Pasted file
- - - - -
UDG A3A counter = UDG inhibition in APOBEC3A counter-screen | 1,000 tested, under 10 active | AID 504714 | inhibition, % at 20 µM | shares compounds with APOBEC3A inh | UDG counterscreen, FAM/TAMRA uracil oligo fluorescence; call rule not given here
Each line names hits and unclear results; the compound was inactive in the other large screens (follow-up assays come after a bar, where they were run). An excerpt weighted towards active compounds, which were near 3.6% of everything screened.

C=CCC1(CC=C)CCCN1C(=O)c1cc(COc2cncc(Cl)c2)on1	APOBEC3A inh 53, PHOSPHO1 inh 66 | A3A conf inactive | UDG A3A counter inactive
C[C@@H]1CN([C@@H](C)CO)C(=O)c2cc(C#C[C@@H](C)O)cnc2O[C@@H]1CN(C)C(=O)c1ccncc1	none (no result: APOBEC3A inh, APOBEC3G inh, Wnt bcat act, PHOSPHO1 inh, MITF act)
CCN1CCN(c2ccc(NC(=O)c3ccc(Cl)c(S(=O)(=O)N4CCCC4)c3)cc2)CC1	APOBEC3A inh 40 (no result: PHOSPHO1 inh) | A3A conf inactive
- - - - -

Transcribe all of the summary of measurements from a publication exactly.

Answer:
UDG A3A counter = UDG inhibition in APOBEC3A counter-screen | 1,000 tested, under 10 active | AID 504714 | inhibition, % at 20 µM | shares compounds with APOBEC3A inh | UDG counterscreen, FAM/TAMRA uracil oligo fluorescence; call rule not given here
Each line names hits and unclear results; the compound was inactive in the other large screens (follow-up assays come after a bar, where they were run). An excerpt weighted towards active compounds, which were near 3.6% of everything screened.

C=CCC1(CC=C)CCCN1C(=O)c1cc(COc2cncc(Cl)c2)on1	APOBEC3A inh 53, PHOSPHO1 inh 66 | A3A conf inactive | UDG A3A counter inactive
C[C@@H]1CN([C@@H](C)CO)C(=O)c2cc(C#C[C@@H](C)O)cnc2O[C@@H]1CN(C)C(=O)c1ccncc1	none (no result: APOBEC3A inh, APOBEC3G inh, Wnt bcat act, PHOSPHO1 inh, MITF act)
CCN1CCN(c2ccc(NC(=O)c3ccc(Cl)c(S(=O)(=O)N4CCCC4)c3)cc2)CC1	APOBEC3A inh 40 (no result: PHOSPHO1 inh) | A3A conf inactive